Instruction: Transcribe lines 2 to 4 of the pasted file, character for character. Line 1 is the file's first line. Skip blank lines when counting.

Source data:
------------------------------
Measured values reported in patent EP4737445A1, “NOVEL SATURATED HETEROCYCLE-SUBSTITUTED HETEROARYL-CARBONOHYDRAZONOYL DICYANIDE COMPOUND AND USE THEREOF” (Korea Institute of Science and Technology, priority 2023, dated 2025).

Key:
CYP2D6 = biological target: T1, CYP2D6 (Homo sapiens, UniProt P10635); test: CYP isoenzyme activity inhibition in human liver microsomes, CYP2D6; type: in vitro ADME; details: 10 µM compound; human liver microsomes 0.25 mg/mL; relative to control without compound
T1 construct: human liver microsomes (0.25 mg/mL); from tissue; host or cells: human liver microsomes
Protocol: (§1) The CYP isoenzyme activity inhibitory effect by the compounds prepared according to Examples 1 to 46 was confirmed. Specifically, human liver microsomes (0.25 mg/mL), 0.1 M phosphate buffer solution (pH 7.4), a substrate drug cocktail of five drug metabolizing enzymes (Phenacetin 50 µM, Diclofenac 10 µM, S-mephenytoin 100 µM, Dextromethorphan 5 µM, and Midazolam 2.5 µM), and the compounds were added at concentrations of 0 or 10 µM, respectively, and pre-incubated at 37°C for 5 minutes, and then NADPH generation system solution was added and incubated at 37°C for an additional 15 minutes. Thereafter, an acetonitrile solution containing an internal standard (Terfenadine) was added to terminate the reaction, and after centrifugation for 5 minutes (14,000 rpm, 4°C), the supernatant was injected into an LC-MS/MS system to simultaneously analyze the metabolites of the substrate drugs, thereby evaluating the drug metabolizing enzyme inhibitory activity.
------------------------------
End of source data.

Key:
CYP2D6 = biological target: T1, CYP2D6 (Homo sapiens, UniProt P10635); test: CYP isoenzyme activity inhibition in human liver microsomes, CYP2D6; type: in vitro ADME; details: 10 µM compound; human liver microsomes 0.25 mg/mL; relative to control without compound
T1 construct: human liver microsomes (0.25 mg/mL); from tissue; host or cells: human liver microsomes